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Fortnightly Magazine - March 15 1998

Assuring Compliance With Air Emissions Limits

James P. O'Brien

THE U.S. ENVIRONMENTAL PROTECTION AGENCY HAD A novel idea: For power plants and sources relying on devices to control air emissions, rather than attempt to monitor the actual physical emissions to determine compliance with federal law, it simply would require inspections and tests of the performance of the control device. %n1%n

This strategy was formalized in the EPA's compliance assurance monitoring (CAM) rule signed Oct. 17, 1997. The EPA's theory is that if the control device is working properly, it is likely pollutant emissions fall within the required limits.

Frontlines

Bruce W. Radford

WHEN LAST I HEARD, U.N. SECRETARY GENERAL Kofi Annan had reached agreement with Iraqi President Saddam Hussein on weapons inspections, staving off war. But the American Gas Association is still battling the electric industry and the U.S. Department of Energy to save market share for its gas-fired water heaters. This battle is serious.

The water heater war takes in a wide range of issues and players. I hear that ASHRAE (the American Society of Heating, Refrigerating and Air-Conditioning Engineers), has raised gas industry ire with its new proposed standard 90.1.

People

PG&E Corp. promoted G. Brent Stanley to senior vice president of human resources and Greg S. Pruett to vice president of corporate communications.

CalEnergy Co. Inc. announced that J. Douglas Divine will serve as vice president of project development for CalEnergy Americas. Divine will be responsible for managing the business development activities throughout the Americas Region.

James M. Stephens was named president of Providence-Southern LLC. Prior to joining Providence-Southern, Stephens was assistant vice president of Reed Consulting Group. Stephens replaces Caroline K.

Benchmarks

Jon Ludwigson

THE MIDWEST INDEPENDENT SYSTEM OPERATOR PROposal raises the lingering question of whether the ISO model represents a "stepping stone" or a final form of electric industry transmission management. Many players are split on which model would best serve an open electric market: an ISO, or financial separation of the transmission and distribution system from electric generation.

Within the generalized ISO framework, individual members would retain ownership and operate and maintain transmission assets.

News Digest

Lori A. Burkhart, Phillip S. Cross and Beth Lewis

State Legislatures

CALIFORNIA ELECTRIC RESTRUCTURING. California Assemblywoman Diane Martinez, chairwoman of the Utilities and Commerce Committee, has introduced two new bills aimed at protecting consumers in a competitive market. But the measures already have been put on hold for this year. The first bill, AB 579, would cut rates for residential and small-volume commercial customers by 20 percent, rather than by 10 percent as promised in the state's restructuring act, AB 1890.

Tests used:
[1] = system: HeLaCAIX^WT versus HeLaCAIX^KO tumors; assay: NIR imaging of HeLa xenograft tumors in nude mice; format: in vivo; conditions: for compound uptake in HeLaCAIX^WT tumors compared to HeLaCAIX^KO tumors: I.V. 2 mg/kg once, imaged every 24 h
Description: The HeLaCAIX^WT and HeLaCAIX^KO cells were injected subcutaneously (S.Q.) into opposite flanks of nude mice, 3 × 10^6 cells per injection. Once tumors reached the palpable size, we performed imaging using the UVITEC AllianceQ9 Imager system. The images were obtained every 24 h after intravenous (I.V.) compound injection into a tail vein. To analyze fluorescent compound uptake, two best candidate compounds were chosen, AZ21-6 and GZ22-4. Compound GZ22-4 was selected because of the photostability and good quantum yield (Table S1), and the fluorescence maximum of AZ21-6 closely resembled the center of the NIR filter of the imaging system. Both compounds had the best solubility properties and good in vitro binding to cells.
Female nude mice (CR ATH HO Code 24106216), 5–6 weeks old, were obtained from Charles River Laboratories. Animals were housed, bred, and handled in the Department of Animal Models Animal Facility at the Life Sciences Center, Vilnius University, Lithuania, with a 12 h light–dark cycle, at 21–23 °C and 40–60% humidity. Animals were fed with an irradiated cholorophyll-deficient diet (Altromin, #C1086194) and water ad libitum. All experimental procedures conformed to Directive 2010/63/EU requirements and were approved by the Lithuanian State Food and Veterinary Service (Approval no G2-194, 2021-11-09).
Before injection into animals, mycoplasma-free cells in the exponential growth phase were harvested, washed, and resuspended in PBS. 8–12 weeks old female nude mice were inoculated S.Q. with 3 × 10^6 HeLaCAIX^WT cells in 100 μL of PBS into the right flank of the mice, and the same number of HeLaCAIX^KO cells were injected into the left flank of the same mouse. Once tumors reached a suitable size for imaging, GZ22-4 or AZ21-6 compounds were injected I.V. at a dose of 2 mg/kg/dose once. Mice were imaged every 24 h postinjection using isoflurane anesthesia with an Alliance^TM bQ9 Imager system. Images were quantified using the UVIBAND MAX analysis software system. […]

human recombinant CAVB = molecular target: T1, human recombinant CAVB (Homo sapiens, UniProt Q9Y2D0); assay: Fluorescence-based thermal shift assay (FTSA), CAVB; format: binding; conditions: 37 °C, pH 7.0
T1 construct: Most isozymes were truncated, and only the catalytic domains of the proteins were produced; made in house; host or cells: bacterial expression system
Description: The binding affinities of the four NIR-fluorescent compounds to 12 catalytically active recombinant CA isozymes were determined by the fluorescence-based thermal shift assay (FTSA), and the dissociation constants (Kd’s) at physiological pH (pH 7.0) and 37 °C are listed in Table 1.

Perspective

Robert Blohm

TWO RECENT shocks could turn up the pressure on Canada's two state electricity giants to deregulate.

After January's ice storm, about half Quebec's population went without heat or light for up to a month (em at the coldest time of the year. Almost one-quarter of the provincial economy was shut down. It was the continent's worst-ever blackout and Canada's worst natural disaster. It cost Quebec 1 percent of its flagging gross domestic product.

The ice storm affected Ontario Hydro much less.

News Analysis

Lori A. Burkhart

THE U.S. TREASURY DEPARTMENT HAS ISSUED RULES that will allow all public power systems to participate in independent system operators without risk of losing the tax-exempt status of their bonds.

Investor-owned utilities are not happy. According to the Edison Electric Institute, the regulations significantly expand the ability of large government-owned electric utilities to use federal subsidies to compete against private utilities.

Meanwhile, the American Public Power Association is pleased that the rules passed Jan.

Off Peak

Wayne Crews

THE COMPETITIVE ENTERPRISE INSTITUTE, A FREE market think tank, announced its entry into the electric power market and demanded that utilities open up the power grid to its services.

Says CEI Fellow in Regulatory Studies Wayne Crews: "The pervasive thinking among so-called reformers is that just because somebody spins magnets, they have a right of access to utility wires property. Well, we're tired of fighting that idea.

Spark Spread Options: Linking Spot and Futures Markets for Gas and Electricity

Michael C. W. Hsu and Nguyen T. Quan

THE RAPID DEREGULATION OF THE BULK POWER MARKET has exposed utilities and power generators to the harsh reality of spot price volatility. This new reality begs the question: How can merchant generators, independent power producers and investor-owned utilities analyze their risk exposure when energy prices vary daily or even hourly?

The answer lies with spark spread options (em the link between electric power and gas prices.

Can Electricity Markets Work Without Capacity Prices?

Robert McCullough

MANY PLAYERS IN THE ELECTRIC INDUSTRY HAVE COME to believe that energy-only prices will soon replace the hundred-year tradition of pricing both energy and capacity.

This idea, sometimes called "monomic" trading, offers a seductive simplicity. Even so, research indicates that it is unlikely to work well.

First, consider some terminology. Traditional electric markets contain prices for both energy and capacity. Energy prices pertain to the actual kilowatt-hours. Capacity prices pertain to the right to take energy.

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